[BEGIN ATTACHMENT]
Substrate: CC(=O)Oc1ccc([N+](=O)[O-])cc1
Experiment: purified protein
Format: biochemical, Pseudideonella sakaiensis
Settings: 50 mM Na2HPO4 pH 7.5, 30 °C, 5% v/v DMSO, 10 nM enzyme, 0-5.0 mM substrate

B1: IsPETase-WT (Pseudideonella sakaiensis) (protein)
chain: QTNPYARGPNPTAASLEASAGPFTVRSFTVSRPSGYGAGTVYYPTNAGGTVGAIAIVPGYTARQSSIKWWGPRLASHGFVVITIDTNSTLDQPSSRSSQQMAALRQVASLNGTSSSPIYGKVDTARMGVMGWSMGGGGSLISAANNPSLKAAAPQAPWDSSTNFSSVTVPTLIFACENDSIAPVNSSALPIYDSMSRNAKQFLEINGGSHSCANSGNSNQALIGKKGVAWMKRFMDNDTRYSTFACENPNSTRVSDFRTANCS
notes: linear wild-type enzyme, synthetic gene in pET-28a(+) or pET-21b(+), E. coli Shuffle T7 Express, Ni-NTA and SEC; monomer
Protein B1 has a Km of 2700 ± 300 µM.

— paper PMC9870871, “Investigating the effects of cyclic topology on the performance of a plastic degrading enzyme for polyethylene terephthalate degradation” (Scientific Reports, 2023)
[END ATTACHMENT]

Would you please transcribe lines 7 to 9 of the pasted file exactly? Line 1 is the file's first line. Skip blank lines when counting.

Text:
notes: linear wild-type enzyme, synthetic gene in pET-28a(+) or pET-21b(+), E. coli Shuffle T7 Express, Ni-NTA and SEC; monomer
Protein B1 has a Km of 2700 ± 300 µM.

— paper PMC9870871, “Investigating the effects of cyclic topology on the performance of a plastic degrading enzyme for polyethylene terephthalate degradation” (Scientific Reports, 2023)